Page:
cw312_ss2_aes.xdc is the constraint file associated with the demo above, although there are a couple others with a cw312 prefix. Clocks, I/O 1-4, HDR 1-10 (?), LEDs, some other stuff. Not sure if there’s anything I need to worry about here.


The demo has a wrapper ss2_aes_wrapper which instantiates ss2 and cw305_top.

  • ss2 instantiates crc, uart_core, and fifo_sync. The FIFO is set at 256 bytes. This is all probably fine, to be treated as a black box, but who knows?

  • cw305_top instantiates cw305_usb_reg_fe, cw_305_reg_aes, clocks, and aes_core.

    • The aes_core looks like a black box (good) with triggering based on its busy signal.
    • clocks I’m not going to worry about, maybe managing different clock domains.
    • I assume cw305_reg_usb_fe is USB stuff I don’t have to worry about, but cw305_reg_aes interacts with cw305_reg_usb_fe and grabs some parameters from cw305_defines.v. I think maybe these are just holding/passing data from the UUT to the USB? I also don’t know how this is interacting with ss2 and UART.

Question: Some of this is confusing to me, but it looks like I’d have to write something like cw305_aes_reg for whatever I’m putting on the FPGA. This looks like the most important module to understand and modify to roll my own. Yes/no/maybeso?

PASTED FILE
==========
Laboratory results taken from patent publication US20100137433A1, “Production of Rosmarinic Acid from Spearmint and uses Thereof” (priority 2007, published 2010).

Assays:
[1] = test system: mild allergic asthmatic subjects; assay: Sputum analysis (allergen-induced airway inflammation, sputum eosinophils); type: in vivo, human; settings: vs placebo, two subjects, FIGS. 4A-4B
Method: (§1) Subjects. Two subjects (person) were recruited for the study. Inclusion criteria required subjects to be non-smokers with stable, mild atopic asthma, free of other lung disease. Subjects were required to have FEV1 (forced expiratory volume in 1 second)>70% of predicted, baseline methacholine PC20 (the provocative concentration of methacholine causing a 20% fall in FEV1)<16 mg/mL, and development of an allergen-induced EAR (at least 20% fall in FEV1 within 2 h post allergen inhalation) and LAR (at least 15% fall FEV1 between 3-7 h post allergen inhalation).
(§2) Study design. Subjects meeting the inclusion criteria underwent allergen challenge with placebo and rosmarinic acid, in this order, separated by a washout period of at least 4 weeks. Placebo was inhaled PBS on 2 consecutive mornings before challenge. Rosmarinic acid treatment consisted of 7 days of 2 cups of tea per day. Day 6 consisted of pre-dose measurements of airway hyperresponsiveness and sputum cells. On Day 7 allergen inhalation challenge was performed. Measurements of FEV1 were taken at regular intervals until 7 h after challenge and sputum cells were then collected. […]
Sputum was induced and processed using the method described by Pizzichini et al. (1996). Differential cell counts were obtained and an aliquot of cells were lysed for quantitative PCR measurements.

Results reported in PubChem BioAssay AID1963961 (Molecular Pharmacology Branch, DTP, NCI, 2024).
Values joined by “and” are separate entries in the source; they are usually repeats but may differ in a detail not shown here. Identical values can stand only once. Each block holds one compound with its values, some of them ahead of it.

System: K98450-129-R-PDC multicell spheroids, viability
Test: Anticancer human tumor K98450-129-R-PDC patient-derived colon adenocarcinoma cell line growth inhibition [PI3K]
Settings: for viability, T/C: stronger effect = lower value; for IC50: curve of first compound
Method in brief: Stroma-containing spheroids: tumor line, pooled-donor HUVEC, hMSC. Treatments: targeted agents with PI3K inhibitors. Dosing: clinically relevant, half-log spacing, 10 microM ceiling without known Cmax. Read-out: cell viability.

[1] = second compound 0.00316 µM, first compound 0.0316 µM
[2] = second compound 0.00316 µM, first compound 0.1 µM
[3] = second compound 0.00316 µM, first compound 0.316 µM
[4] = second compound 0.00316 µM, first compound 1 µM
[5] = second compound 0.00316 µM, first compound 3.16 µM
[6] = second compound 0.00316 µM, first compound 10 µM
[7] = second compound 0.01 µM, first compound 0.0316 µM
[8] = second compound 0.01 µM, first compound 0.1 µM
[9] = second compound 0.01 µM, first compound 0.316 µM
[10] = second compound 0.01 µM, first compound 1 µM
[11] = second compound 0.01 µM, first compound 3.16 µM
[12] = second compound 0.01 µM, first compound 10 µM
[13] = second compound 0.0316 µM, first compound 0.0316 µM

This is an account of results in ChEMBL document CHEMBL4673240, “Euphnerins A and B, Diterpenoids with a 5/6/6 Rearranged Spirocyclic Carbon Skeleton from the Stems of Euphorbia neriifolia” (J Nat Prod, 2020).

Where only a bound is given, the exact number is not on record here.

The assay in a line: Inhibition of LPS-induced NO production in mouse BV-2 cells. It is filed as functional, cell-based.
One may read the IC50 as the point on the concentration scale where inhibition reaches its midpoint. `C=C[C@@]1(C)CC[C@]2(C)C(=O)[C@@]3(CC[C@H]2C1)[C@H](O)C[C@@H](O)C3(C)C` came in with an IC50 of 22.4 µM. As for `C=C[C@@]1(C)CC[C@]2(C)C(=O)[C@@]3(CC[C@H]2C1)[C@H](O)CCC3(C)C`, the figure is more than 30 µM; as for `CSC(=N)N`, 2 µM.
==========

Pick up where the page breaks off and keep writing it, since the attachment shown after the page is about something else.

Trigger, data, clock

  • ss2_aes_wrapper has UART rx/tx ports, clks going in and out, and the trigger io4.
  • cw305_top has USB ports, trigger io4, and some other stuff.
  • Inside cw305_top, busy_o from the AES core is assigned to the trigger io4.
  • The important AES signals (plaintext, key, ciphertext, busy, load) go through cw305_aes_reg.
  • I have no idea what a/the “block interface” is. Hopefully it doesn’t matter.

Question: I’m not sure I understand triggering. I assume there are two signals: one to start trace acquisition and another to stop it. It looks like the io4 is out from ss2_aes_wrapper, but the AES “load” signal disappears for me in cw305_aes_reg, probably going through cw305_usb_reg_fe. Do two signals need to be controlled, or does the scope.adc.samples parameter control how long acquisition runs, so one only needs to start the capture?


  • The basic question is “What’s required to roll my own?” I am trying my best to get going, but a well-documented minimal working example would really hit the spot. Obviously my ignorance of hardware and the fact that I didn’t build this myself is making this difficult.